I have a C program running on my beaglebone-black board that sends single character commands to a device that returns single ‘\r’ terminated strings. Occasionally, a different character goes over the wire than what was sent by the program. For example, the program may send a ‘T’ and occasionally a ‘X’ goes over the wire. The incorrect character sent isn’t a random character, it’s always a valid command that was sent several commands before.
As an experiment, I wrote a simple program that sends characters ‘0’-‘9’ over and over. Occasionally I see a character that is out of order. For example, ‘8’ is sent instead of ‘5’. If I change the program to send ‘a’-‘z’ and re-run it, I may occasionally see ‘0’-‘9’ go over the wire instead of ‘a’-‘z’ at first, but eventually all of the incorrect characters sent over the wire are in the range of ‘a’-‘z’.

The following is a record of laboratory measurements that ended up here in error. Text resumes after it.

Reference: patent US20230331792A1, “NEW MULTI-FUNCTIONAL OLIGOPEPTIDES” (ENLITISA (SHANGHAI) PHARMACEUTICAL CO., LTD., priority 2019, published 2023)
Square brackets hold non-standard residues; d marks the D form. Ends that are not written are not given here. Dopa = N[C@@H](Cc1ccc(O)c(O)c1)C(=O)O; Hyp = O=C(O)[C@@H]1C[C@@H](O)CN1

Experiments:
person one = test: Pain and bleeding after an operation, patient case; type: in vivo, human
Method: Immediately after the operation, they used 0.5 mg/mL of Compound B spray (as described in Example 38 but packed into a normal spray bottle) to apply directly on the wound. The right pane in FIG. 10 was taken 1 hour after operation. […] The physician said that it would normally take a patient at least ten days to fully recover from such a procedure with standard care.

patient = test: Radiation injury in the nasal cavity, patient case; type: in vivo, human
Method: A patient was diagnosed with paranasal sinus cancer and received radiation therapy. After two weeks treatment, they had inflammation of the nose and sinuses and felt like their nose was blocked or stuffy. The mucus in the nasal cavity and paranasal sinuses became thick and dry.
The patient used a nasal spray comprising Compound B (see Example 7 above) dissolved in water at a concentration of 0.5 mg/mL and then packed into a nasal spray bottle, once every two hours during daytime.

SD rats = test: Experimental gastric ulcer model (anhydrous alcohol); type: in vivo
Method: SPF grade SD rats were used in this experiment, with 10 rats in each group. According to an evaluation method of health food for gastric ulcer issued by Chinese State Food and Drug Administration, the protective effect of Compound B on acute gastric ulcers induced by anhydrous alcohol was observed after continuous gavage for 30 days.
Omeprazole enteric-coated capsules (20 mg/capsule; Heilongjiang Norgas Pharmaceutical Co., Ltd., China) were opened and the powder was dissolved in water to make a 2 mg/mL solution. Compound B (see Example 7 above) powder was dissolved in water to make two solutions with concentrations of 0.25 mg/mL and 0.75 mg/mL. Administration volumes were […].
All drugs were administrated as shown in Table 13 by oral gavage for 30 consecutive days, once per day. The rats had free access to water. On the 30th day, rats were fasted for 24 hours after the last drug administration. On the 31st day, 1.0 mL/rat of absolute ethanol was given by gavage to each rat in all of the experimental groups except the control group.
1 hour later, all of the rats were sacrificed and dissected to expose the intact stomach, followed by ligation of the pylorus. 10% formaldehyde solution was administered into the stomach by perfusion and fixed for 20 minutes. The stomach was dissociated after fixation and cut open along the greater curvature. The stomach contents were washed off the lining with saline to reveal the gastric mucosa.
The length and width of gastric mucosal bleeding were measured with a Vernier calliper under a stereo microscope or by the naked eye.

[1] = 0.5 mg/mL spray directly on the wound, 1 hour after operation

All of these clues point to an issue with the serial driver. I’m using UART4 and running 4.4.70-bone-rt-r17.
The serial port path is “/dev/ttyS4”. The C code is base on termios.h (i.e. using open(), write(), read(), etc). I’m not decoding anything. In the experiment described above, I have a loopback jumper wire connecting TX to RX. I open() the port, write() a character, then read() character, and occasionally don’t get back what I sent.
This commit describes what I’m seeing, but I patched 8250_omap.c driver and it doesn’t fix my problem.
My baud rate is 9600bps. I’m running 4.4.70-bone-rt-r17, which is a RT kernel.
It turns out the commit above DOES fix my problem. I initially only replaced the modules on the board and rebooted. For some reason that didn’t work. I ended up replacing everything (kernel, modules, firmware, dtbs) and it works now.